They Might Be (Intellectual) Giants


Perhaps some of you new parents out there are planning on piano lessons and S.A.T. preparation. But why wait until Junior is two to begin the betterment process? Why not strike while you still have a chance of rescuing the wee one from mediocrity? Just pick up a copy of Baby Einstein, an educational video aimed at children in their first year of life, and you can help your infant start crawling down the path to greatness. Or so goes the thinking of Julie and Bill Clark, creators of Baby Einstein.

The couple began work on their psyche-shaping project when their own daughter was an infant. While little Sierra (now four) sucked on rattles, her parents videotaped some of her favorite toys in the basement of their Maryland home. In the name of prodigy preparation, they pranced stuffed ponies and popped jack-in-the-boxes in front of the camera. Their audio specialist recorded “moo” sounds.

The result—which features the toy footage set to a soundtrack of mothers counting and reciting nursery rhymes in seven languages—has the potential of developing a serious following among the very stoned. But Baby Einstein was created for a higher purpose.

The tape—close to 200,000 copies of which have sold since its release in 1997—is designed to expose infants and toddlers to the sounds of foreign languages, which create “dedicated nuerons [sic] in the auditory cortex, resulting in greater brain capacity,” according to the Clarks’ Web site, “Baby’s [sic] are born natural linguists,” continues the promotional site, but “by the age of 12 months, the brain’s ‘receptiveness’ to all phonemes disappears and the unconnected neurons die off. A great opportunity has been lost.”

Baby Einstein is meant to guard against this tragedy—and presumably to leave the door open for exposed little ones to someday speak Russian without an accent. Julie Clark tells parents not to expect their babies to start talking in foreign languages, but promises the video “will stimulate your child in a way that even the most caring parent probably cannot duplicate.”

The $16 tape will also “stimulate your baby in your absence, allowing you time to take a shower, make a phone call or do other brief chores baby-free,” according to the Web site. But, despite the fact that some parents have told Clark their children watch the half-hour video as many as four times a day, she told the Voice that Baby Einstein was not intended as an infant-geared electronic babysitter.

Can Baby Einstein really push baby toward cerebral heights? Might it be worthy watching for infants when a caretaker has to go to the bathroom? Body Politics assembled a panel of viewers—okay, just two—to explore these questions. Both girls, Panelist One was three months and one day old at the time of the viewing, while Panelist Two was three and a half months old. Testifying to their lack of bias, neither had ever before heard of the Clarks, Einstein, or videos.

Unfortunately, just moments after the start button was hit, the elder panelist fell asleep in her mother’s arms. (Perhaps she was soothed by the introductory segment in which Clark appears with her daughter to encourage viewers to “laugh, dance, and have fun.”)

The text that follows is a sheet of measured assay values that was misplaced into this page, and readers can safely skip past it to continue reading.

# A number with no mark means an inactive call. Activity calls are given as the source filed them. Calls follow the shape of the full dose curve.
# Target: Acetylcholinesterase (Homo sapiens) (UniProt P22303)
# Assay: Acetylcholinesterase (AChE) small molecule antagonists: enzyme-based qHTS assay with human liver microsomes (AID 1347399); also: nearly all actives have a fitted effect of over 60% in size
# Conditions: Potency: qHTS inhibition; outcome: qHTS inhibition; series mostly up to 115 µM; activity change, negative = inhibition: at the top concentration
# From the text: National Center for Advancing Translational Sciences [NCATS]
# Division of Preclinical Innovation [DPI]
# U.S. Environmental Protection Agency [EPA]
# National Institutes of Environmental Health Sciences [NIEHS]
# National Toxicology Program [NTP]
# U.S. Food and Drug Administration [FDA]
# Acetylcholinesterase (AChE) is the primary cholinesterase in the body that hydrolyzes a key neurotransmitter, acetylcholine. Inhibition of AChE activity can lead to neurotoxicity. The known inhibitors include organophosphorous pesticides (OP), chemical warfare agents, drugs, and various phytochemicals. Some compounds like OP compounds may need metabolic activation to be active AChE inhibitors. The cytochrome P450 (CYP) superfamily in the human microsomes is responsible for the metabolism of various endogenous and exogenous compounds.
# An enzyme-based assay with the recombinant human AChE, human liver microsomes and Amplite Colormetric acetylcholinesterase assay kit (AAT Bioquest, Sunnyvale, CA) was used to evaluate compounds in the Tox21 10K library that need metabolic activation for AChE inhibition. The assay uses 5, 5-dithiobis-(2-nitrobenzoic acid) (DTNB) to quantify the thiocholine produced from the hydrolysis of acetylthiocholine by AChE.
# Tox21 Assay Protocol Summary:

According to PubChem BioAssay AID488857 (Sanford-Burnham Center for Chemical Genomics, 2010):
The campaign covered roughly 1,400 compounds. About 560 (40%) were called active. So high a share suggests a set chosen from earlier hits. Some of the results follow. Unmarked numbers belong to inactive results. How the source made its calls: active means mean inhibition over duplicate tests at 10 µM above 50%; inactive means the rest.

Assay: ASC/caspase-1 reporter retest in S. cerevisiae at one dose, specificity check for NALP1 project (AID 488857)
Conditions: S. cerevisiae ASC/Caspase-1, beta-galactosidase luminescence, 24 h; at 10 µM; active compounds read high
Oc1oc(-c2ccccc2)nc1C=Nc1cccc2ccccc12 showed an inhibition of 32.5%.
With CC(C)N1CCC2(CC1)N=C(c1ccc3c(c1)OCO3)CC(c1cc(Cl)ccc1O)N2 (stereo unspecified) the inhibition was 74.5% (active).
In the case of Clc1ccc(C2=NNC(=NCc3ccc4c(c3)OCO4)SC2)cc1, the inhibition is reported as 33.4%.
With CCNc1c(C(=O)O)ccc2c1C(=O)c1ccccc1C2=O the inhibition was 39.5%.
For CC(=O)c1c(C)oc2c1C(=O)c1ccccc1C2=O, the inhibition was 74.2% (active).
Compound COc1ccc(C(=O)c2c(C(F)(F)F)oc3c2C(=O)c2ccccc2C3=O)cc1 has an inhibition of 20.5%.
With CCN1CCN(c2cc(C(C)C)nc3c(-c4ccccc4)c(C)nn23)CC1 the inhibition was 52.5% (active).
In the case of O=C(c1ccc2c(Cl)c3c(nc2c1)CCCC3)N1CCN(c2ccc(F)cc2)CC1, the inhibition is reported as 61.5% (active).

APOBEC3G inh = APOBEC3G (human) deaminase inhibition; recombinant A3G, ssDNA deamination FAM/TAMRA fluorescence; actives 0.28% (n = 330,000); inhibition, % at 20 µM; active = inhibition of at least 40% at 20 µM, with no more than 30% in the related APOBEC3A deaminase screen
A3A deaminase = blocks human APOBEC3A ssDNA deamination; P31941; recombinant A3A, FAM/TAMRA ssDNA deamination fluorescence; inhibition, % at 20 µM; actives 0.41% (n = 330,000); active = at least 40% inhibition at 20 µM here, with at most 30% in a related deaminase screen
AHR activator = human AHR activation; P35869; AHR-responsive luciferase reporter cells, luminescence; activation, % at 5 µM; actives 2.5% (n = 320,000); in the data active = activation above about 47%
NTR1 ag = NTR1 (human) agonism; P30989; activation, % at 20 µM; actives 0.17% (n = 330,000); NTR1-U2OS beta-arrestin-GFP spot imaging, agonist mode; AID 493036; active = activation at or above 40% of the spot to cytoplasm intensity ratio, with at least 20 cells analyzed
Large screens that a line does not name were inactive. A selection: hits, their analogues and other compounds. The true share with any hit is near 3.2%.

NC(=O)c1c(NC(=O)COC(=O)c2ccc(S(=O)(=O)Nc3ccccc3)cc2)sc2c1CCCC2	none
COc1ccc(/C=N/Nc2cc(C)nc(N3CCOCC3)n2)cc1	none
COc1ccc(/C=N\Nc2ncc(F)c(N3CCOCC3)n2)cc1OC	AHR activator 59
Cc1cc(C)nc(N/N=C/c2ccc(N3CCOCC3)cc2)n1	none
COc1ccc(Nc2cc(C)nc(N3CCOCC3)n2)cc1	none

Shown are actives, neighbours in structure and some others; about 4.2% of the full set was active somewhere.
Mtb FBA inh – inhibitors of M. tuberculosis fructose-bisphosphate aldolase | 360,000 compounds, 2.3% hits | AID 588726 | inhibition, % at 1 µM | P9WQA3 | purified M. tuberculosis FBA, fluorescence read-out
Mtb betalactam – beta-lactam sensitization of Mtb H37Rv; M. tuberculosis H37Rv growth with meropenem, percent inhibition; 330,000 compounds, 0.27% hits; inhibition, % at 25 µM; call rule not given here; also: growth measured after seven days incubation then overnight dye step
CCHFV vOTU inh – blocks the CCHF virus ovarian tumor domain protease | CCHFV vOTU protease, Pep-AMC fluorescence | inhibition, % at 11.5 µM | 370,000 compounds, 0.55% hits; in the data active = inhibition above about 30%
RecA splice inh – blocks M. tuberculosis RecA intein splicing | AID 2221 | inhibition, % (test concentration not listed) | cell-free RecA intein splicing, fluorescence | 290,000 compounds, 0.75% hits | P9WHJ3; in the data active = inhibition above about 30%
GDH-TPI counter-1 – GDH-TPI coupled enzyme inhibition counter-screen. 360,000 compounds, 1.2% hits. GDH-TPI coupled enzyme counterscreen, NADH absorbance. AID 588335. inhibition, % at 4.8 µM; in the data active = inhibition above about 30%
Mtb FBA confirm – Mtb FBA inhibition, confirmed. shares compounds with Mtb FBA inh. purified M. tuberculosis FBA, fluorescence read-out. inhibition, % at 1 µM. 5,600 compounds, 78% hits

Number One, however, assumed the position recommended by the video makers: sitting on her mother’s lap, looking screenward. According to, this perch allows one-on-one interaction with the baby, “an important part of using Baby Einstein to its fullest effect.” With his or her hands free, the baby-holder can point to objects and move the baby to the cheesy synthesized rendition of “Old McDonald Had a Farm.” Number One chose to gnaw on her own free hands.

As she chewed, Number One did gaze a few times in the direction of the video. Indeed, for a little while she appeared interested in the red, white, and black shapes on the screen. And, though her look suggested a certain amount of incomprehension, Number One was clearly entertained by the shots of a toy pig ascending a moving, plastic stairway.

Her mother, meanwhile, mused that Number One would no doubt have preferred playing with the toys to watching someone else do it. And even as her mother was marveling at the ridiculousness of showing infants video images of toys, Number One’s eyes shifted downward, moving from the screen to the knees of a nearby viewer. By the time the cow began jumping over the moon (or rather “la vaca brinca sobre la luna”), Number One had become fixated on the quilt on which she and her mother sat.

By then, Number Two was waking—unhappily. As a German mother started counting from one to 20, she began to wail. Tape was still rolling, however, and as pictures of vegetables, cats, and plastic choo-choo trains passed by, both panelists gradually regained their composure. Their focus, however, shifted to a loftier subject: the fan on the screening-room ceiling. Apparently it was stimulating—or at least pleasing—to watch, as it held their gazes during the remainder of the video.

We may never know which was more edifying—Baby Einstein or the fan. Those betting on the video might also be interested in the Clarks’ other infant improvement tapes. Baby Bach and Baby Mozart are meant for the musically inclined genius baby. And Baby Shakespeare, a video for the incipient poet, is due out in time for Christmas.

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